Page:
Submitted to: Plant Physiology and Biochemistry
Publication Type: Peer Reviewed Journal
Publication Acceptance Date: 3/22/2002
Publication Date: N/A
Citation: N/A Interpretive Summary: The goal of this project is to gain new insights into plant/pathogen interaction in order to develop new means to improve crop resistance to disease. Here we report the effect of antioxidants on a plant/bacterial interaction. These antioxidants can mask the oxidative burst which has been shown to be important for triggering resistance mechanisms in plants. By being aware of and quantifying these antioxidants in plants, we can improve our understanding of how plants are able to detect the presence of pathogens and subsequently determine the outcome of the interaction - susceptibility or resistance. This work will benefit ARS and scientists by providing new knowledge about plant/pathogen interactions and help further investigations leading to improved crop disease resistance.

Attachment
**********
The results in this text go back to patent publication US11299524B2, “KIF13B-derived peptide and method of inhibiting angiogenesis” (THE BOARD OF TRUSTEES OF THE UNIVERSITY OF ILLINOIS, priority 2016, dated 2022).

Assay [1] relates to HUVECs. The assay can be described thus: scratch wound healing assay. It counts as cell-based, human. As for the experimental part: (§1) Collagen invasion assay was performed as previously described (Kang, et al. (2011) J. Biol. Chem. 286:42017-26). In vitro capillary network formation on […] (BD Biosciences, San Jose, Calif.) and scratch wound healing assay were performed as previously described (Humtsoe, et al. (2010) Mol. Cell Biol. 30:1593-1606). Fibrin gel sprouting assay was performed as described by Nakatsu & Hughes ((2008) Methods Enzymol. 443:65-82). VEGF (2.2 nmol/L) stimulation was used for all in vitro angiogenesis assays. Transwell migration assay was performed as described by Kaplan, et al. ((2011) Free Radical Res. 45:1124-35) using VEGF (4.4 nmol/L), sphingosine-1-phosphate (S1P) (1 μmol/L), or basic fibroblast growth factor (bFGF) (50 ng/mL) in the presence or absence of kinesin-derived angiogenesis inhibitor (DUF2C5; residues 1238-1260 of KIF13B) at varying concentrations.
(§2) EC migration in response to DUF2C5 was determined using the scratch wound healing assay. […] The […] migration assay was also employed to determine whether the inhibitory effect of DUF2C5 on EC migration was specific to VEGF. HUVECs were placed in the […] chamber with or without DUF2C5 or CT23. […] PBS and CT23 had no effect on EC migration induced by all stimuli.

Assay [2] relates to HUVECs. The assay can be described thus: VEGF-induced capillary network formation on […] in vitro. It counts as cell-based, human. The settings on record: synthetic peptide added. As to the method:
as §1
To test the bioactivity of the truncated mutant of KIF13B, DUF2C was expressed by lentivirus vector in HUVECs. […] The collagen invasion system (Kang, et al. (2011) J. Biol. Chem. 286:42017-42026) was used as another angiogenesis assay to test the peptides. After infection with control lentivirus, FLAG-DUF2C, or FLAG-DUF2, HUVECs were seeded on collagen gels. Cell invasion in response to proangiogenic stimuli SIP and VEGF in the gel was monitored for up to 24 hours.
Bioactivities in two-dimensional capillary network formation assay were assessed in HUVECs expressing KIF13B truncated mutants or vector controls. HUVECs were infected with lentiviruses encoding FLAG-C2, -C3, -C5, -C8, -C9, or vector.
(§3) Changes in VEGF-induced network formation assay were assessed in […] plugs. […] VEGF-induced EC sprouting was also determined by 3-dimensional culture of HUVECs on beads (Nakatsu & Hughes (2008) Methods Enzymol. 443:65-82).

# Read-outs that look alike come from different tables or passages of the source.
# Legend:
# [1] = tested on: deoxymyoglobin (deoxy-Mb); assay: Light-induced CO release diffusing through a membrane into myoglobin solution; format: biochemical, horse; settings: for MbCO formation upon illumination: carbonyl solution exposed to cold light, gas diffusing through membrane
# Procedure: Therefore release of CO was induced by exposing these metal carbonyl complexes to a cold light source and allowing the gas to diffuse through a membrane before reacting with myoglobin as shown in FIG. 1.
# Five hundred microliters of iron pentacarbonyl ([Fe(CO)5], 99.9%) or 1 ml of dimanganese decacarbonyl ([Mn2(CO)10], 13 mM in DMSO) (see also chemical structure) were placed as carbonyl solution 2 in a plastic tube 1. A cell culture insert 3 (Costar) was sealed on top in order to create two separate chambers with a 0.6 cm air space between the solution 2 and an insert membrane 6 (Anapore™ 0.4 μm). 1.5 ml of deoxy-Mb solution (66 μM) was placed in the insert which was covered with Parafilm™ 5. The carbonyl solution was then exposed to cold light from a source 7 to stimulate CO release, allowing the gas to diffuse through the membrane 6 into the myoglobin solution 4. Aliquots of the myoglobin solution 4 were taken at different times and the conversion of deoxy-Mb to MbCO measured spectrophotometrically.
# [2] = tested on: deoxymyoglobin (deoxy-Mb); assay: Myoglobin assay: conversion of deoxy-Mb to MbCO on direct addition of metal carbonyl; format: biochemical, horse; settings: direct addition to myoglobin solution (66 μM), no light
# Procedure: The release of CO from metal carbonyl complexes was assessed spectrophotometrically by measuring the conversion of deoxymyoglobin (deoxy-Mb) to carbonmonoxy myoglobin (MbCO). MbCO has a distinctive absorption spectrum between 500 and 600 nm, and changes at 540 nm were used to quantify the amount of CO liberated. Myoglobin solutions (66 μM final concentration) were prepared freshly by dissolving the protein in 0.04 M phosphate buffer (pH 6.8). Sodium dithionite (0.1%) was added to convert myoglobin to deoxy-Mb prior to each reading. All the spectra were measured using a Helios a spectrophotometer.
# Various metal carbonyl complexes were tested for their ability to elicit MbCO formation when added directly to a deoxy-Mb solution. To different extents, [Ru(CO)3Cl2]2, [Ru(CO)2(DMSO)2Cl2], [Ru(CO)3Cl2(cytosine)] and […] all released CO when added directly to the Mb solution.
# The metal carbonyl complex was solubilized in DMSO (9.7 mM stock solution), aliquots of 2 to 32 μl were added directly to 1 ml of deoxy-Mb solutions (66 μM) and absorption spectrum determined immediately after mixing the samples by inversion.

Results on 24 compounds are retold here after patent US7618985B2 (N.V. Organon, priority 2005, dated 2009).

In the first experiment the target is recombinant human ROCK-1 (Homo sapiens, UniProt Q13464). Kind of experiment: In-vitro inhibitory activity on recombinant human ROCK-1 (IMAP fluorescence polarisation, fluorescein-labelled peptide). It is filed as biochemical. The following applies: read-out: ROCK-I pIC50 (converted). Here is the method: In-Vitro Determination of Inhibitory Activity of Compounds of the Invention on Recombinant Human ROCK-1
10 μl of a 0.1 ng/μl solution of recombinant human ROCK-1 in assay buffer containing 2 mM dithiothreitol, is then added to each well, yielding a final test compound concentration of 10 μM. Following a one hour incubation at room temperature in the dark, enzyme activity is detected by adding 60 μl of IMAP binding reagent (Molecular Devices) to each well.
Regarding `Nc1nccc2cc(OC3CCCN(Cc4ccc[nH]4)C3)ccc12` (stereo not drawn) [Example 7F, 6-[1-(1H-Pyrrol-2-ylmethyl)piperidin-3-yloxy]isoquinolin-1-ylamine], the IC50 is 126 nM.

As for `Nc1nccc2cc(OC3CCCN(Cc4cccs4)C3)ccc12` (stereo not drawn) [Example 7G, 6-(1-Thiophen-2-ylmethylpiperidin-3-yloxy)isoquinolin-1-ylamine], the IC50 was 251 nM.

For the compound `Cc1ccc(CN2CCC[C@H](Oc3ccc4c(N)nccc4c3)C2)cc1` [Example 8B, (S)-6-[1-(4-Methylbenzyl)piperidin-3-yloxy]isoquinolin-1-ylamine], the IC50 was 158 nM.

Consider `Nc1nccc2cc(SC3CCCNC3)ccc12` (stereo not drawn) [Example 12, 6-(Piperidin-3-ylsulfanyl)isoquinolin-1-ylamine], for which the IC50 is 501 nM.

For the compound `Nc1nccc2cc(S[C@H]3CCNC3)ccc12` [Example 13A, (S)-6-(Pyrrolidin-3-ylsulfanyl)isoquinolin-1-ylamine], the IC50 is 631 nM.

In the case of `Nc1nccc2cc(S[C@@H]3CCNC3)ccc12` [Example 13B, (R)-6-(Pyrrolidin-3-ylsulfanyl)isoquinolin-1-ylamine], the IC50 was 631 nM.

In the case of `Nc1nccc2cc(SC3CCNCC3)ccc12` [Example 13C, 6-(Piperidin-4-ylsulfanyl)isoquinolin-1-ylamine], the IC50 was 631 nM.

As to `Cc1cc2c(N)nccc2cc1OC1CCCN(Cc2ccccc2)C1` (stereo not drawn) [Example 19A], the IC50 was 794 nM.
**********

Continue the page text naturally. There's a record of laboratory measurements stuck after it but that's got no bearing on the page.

Technical Abstract: Suspension cells of Solanacearum tuberosum and Nicotiana tabacum placed in fresh buffer rapidly produce and maintain significant pools of extracellular antioxidants. The extracellular antioxidant was detected by first adding a known amount of exogenous H2O2 to samples and then immediately measuring the remaining H2O2. The difference between the amount added and amount remaining was used to determine the antioxidant capacity of the sample. This extracellular antioxidant pool attenuates levels of hydrogen peroxide produced during plant-bacterial interactions. Cells of tobacco were inoculated with an isolate Pseudomonas syringae pv. syringae that causes a hypersensitive response. It was apparent when analyzing samples of these treatments that much of the antioxidant capacity had been expended neutralizing the oxidative burst which is characteristic in these interactions. Extracellular phenolics were measured in suspension cells of tobacco and potato and , like the antioxidant capacity, after a brief delay the levels increased within 2 to 4 hr. These extracellular phenolic fractions had strong absorbance within 250 and 350 nm. This property was used to follow oxidation of these phenolics upon reaction with H2O2. This extracellular antioxidant pool is an important consideration in cell suspension studies of the plant-microbe oxidative burst. If the key parameter of an oxidative burst is the detection of reactive oxygen species, the true magnitude may be masked by the extracellular antioxidants.